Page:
a yogic state of mind

Well, I wasn’t lying when I said that there will be more yoga entries on this blog. Since writing the previous entry, the connection of the mind and yoga has been prevalent in conversations and in my practice and I thought it would be appropriate for me to touch upon the mind and yoga relationship.

Many Westerners, me included, are first exposed to yoga through their gym or a physical fitness class at school. After we get past the idea that yoga is simply stretching, we see it as a rigorous physical exercise-after all, we do practice it in a gym. However, perfecting the physical practice is not the ultimate purpose of yoga. Yoga is not practiced so that we can develop extraordinary flexibility and fold into a pretzel shape or gain massive core strength to balance into crow pose, then a tripod headstand and then lower ourselves in slow motion into chataranga. Although yogis can do amazing things with their bodies, those movements are only a means to the ultimate goal(for lack of a better word) - achieving a clearer mind or state of consciousness. A dumbed down explanation of it is that yoga is a moving meditation pairing physical movements with proper breathing to achieve clarity of the mind and thus strengthening the awareness between mind and body and universe.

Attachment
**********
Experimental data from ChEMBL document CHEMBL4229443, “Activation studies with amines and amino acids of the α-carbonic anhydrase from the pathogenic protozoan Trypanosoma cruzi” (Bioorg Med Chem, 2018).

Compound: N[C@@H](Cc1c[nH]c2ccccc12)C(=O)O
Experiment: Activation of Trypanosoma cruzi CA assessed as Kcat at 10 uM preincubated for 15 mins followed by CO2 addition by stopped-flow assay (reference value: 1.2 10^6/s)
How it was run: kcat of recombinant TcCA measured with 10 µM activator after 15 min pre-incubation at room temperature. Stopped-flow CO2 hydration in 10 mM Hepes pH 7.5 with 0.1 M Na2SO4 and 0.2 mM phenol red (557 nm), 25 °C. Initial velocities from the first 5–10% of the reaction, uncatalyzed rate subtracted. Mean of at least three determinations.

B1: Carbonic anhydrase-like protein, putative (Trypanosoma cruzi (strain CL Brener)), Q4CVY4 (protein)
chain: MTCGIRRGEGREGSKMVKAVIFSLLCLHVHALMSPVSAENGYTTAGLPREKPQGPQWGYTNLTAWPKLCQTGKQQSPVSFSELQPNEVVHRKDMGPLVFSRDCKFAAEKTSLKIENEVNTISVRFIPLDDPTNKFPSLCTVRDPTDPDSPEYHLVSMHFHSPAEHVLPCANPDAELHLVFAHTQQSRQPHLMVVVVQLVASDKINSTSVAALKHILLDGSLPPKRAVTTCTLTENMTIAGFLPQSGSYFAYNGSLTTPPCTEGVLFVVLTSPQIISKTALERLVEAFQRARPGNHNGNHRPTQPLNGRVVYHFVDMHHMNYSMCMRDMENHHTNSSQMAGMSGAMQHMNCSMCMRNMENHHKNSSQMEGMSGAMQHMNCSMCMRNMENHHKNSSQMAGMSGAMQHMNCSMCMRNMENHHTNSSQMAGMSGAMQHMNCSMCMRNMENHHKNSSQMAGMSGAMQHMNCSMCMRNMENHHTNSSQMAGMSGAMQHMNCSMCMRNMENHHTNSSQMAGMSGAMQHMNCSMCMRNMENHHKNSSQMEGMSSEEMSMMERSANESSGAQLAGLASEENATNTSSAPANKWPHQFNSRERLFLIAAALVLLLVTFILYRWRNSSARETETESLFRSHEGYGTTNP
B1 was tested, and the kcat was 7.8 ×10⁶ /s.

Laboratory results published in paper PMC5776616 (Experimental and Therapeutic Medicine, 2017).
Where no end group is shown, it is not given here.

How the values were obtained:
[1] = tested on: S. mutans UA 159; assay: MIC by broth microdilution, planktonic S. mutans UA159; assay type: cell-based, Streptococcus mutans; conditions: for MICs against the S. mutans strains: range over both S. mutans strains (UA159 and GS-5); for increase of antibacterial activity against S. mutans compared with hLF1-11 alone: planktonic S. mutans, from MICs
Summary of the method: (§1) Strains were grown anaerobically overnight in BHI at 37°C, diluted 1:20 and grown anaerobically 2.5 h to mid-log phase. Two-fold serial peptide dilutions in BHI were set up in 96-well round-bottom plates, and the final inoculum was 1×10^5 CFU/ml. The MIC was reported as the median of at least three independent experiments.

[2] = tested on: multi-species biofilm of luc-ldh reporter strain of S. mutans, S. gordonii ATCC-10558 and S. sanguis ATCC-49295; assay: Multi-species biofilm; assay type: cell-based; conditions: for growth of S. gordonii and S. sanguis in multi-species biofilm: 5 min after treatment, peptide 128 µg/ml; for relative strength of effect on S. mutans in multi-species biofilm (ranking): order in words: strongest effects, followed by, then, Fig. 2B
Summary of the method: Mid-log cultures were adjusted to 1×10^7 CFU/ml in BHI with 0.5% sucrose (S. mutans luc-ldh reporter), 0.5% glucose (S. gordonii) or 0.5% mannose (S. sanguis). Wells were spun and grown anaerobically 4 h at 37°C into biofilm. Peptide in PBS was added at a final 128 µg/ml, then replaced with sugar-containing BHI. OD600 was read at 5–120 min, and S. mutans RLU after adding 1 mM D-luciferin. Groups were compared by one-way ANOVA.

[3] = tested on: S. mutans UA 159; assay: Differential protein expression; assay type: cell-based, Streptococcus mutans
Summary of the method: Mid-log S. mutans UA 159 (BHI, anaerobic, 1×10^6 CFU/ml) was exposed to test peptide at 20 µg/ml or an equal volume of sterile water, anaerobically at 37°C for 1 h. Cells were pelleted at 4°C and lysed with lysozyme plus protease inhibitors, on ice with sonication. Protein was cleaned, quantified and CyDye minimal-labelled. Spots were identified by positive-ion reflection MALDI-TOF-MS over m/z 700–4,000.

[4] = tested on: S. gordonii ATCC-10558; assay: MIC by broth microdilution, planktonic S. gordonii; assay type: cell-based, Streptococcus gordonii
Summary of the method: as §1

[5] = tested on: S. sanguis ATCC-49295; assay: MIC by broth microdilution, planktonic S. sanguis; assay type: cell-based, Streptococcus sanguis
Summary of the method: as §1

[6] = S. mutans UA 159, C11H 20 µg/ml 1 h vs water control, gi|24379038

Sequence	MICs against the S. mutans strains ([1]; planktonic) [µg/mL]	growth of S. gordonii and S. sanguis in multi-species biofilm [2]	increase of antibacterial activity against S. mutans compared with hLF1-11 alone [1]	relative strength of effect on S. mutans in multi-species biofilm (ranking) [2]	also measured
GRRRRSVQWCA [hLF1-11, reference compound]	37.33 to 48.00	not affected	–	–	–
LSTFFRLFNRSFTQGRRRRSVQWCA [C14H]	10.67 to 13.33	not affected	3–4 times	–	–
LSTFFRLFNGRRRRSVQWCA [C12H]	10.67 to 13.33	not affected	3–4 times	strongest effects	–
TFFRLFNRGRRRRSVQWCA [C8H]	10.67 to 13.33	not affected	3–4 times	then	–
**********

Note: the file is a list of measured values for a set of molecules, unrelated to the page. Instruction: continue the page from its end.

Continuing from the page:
Unfortunately, people's perception of yoga as strictly a physical exercise does perpetuate if individuals are never exposed to instructors who speak about yoga as a holistic practice or they choose to ignore their hippie instructor or perhaps they never even hear their instructor because they are too busy trying to stick every pose while checking themselves out in the mirror. The gym mentality is a strong and ugly beast that is bolstered by the American emphasis on competition. Admit it-there have been times in your practice where you want to be more flexible, more balanced, more focused and ironically, more yogic than the guy or girl next to you. The first step is identifying these instances and the next step is to shift your mentality.

I wanted to touch briefly on this topic tonight because I wanted to plant the seed that the practice of yoga is not actually fully yoga until you recognize the mind element of it. Maybe this will provide you with the revelation you have been looking for to elevate your practice or perhaps it is a stepping stone to your understanding of yoga. Either way, I think this awareness can at the very least, help you start respecting the practice as a whole. So next time, don’t roll your eyes when your instructor spends time breaking down ujjayi breath, instead, let it empower your practice and take your mind and body further.

Until next time,
breathe deeply & practice clearly

No comments:

Post a Comment

I would like to encourage feedback and opinions (i.e., contributions) from you to this post and Potluck blog!